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Stress (mechanical)

Stress is a physical quantity that expresses the internal forces that neighboring particles of a continuous material exert on each other. Any strain ... more

Karman vortex street formula

In fluid dynamics, a Kármán vortex street is a repeating pattern of swirling vortices caused by the unsteady separation of flow of a fluid around blunt ... more

Force exerted by stretched or contracted material

In continuum mechanics, stress is a physical quantity that expresses the internal forces that neighbouring particles of a continuous material exert on each ... more

Beam shear

Shear stress,is defined as the component of stress coplanar with a material cross section. The average shear stress is force per unit area. Beam shear is ... more

Young's Modulus

Young’s modulus, also known as the Tensile modulus or elastic modulus, is a measure of the stiffness of an elastic isotropic material and is a ... more

Critical Buckling Stress of a Column with Buckling Coefficient

Column or pillar in architecture and structural engineering is a structural element that transmits, through compression, the weight of the structure above ... more

Turnbuckle (The direct shear stress induced in screw thread)

A mechanical joint is a part of a machine which is used to connect another mechanical part or mechanism. Mechanical joints may be temporary or permanent. ... more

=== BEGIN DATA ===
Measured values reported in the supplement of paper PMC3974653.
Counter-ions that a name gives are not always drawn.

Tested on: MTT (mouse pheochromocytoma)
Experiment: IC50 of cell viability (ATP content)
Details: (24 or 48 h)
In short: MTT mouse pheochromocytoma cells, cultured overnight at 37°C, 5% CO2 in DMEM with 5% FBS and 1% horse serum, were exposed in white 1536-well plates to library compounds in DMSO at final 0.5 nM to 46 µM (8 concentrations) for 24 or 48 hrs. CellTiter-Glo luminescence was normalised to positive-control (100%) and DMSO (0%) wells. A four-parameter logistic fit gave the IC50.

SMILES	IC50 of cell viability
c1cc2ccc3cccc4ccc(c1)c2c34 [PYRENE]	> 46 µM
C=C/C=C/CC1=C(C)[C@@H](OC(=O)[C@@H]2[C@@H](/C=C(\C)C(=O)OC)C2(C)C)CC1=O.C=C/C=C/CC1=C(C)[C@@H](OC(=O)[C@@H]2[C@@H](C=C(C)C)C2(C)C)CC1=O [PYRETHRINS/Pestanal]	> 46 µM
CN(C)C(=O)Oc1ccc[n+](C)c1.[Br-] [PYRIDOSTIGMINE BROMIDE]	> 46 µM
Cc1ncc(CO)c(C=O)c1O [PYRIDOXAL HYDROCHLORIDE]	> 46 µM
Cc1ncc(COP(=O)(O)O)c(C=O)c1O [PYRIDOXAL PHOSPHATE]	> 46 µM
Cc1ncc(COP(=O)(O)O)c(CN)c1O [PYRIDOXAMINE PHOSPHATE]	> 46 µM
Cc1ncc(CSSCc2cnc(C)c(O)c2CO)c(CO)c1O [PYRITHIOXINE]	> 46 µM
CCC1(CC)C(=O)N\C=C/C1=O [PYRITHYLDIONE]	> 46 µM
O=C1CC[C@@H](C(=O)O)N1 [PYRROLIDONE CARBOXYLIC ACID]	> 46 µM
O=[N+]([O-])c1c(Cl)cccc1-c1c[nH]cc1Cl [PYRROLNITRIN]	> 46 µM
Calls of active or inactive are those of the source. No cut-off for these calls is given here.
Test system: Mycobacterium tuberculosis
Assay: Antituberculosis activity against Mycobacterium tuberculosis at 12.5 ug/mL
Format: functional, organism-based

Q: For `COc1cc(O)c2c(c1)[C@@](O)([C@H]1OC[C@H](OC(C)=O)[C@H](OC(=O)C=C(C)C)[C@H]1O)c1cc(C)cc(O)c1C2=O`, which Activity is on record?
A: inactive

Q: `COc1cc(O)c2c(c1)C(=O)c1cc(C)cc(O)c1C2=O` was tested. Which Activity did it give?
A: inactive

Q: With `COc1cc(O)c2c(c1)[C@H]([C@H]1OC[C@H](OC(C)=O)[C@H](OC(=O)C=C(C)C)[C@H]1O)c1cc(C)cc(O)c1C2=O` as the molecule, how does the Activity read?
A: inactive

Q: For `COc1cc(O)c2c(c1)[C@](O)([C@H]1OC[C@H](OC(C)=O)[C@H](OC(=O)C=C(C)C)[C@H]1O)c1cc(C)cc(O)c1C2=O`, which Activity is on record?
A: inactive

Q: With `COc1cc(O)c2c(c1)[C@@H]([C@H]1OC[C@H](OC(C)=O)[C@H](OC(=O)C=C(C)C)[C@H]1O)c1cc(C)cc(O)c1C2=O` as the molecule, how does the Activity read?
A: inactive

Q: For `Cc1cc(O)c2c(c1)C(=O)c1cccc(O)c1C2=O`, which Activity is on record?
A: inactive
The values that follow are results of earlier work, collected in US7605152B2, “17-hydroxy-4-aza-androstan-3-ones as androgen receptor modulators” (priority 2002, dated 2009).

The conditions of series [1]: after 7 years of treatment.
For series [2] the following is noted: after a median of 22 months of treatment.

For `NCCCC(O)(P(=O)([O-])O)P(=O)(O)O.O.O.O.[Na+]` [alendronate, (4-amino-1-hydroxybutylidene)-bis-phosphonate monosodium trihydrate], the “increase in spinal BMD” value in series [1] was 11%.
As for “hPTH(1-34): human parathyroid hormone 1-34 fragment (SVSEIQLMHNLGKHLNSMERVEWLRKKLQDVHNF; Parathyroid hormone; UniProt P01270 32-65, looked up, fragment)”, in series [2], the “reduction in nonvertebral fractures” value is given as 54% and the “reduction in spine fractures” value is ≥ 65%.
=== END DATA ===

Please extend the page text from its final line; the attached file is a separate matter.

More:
Worksheet 316

Calculate the change in length of the upper leg bone (the femur) when a 70.0 kg man supports 62.0 kg of his mass on it, assuming the bone to be equivalent to a uniform rod that is 45.0 cm long and 2.00 cm in radius.

Strategy

The force is equal to the weight supported:

Force (Newton's second law)

and the cross-sectional area of the upper leg bone(femur) is:

Disk area

To find the change in length we use the Young’s modulus formula. The Young’s modulus reference value for a bone under compression is known to be 9×109 N/m2. Now,all quantities except ΔL are known. Thus:

Young's Modulus

Discussion

This small change in length seems reasonable, consistent with our experience that bones are rigid. In fact, even the rather large forces encountered during strenuous physical activity do not compress or bend bones by large amounts. Although bone is rigid compared with fat or muscle, several of the substances listed in Table 5.3(see reference below) have larger values of Young’s modulus Y . In other words, they are more rigid.

Reference:
This worksheet is a modified version of Example 5.4 page 188 found in :
OpenStax College,College Physics. OpenStax College. 21 June 2012.
http://openstaxcollege.org/textbooks/college-physics

Area of a Disc (integral)

Calculates the area of a disc of radius r or the area enclosed in a circle of radius r. Partitioning the disk into thin concentric rings, like the layers ... more

Maximum axial load that a long, slender, ideal column can carry without buckling

Column or pillar in architecture and structural engineering is a structural element that transmits, through compression, the weight of the structure above ... more

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